The point of looking at these statistics isn’t to project anything–they mean almost nothing. But say O’Neill does emerge, showing similar plate discipline numbers to what he had in the minors (he was never exactly Joey Votto, but he wasn’t close to as wretched in this regard as he was in the big leagues), and say Fowler continues his downward slide, maybe not to last season’s depths but to a point where he is very clearly an inferior hitter to O’Neill or Martinez. What do the Cardinals do?
I am a firm believer that contracts should not factor into assigning playing time, but there is something to considering salaries when determining whether or not to cut players from the roster altogether. Particularly in the case of multi-year contracts (and Dexter Fowler has three years remaining on his contract), jumping the gun could cost the team future value. Say, hypothetically, that Fowler is now a one-win player. Do you want him starting? Probably not. Do you want to be paying him as much you’re paying him? Certainly not (I’m assuming that the money would be used on somebody better). But a one-win player does have value. He particularly has value in 2020 or 2021 if Marcell Ozuna doesn’t re-sign, if the Cardinals move Jose Martinez to first base after a potential Paul Goldschmidt free agency departure, if Harrison Bader’s promising rookie campaign turns out to be a flash in the pan. If the Cardinals cut Dexter Fowler today, they wouldn’t have him in 2020 or 2021 either, but they would still have the obligation to pay him.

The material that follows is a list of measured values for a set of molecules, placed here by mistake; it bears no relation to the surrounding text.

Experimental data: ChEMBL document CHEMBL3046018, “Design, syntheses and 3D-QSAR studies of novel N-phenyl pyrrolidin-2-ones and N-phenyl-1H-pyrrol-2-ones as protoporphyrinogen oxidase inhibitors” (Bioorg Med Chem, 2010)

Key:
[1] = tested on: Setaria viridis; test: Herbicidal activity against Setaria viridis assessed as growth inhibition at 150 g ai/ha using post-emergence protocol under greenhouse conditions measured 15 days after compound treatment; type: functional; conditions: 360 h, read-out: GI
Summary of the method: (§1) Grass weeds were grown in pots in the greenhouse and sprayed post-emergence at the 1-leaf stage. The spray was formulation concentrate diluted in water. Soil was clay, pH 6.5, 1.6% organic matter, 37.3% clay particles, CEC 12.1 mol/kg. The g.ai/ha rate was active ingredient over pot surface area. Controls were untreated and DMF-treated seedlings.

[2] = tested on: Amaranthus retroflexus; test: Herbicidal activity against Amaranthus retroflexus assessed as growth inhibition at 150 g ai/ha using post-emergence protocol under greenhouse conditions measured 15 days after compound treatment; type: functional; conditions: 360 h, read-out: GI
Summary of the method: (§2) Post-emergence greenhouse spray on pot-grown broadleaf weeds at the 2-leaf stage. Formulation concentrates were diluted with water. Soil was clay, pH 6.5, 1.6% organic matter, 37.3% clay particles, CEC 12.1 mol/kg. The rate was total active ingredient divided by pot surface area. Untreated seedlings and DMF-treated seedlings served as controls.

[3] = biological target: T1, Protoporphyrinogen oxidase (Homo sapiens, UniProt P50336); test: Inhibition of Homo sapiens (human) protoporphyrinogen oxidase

The Cardinals should try to make things work with Fowler, but “make things work” doesn’t necessarily mean trying to force him into the #2 spot in the batting order, a spot in which, mathematically, teams should play their best hitter, while Peak Dexter Fowler would be no better than the third-best hitter in this lineup. It doesn’t even necessarily mean starting him. But even if he doesn’t start every or even most games, there is still a potential role for Dexter Fowler in gradually re-establishing himself as a viable big-league player. He can be a pinch-hitter. He can play some center field (even if he isn’t great at it). He can pinch-run and he can mentor young players. This kind of role player may not merit $16.5 million, but his salary is a foregone conclusion. And if Fowler can be a role player, not only is this better than nothing, but it could help buy time in case he is able to become something close to what he has been in the past.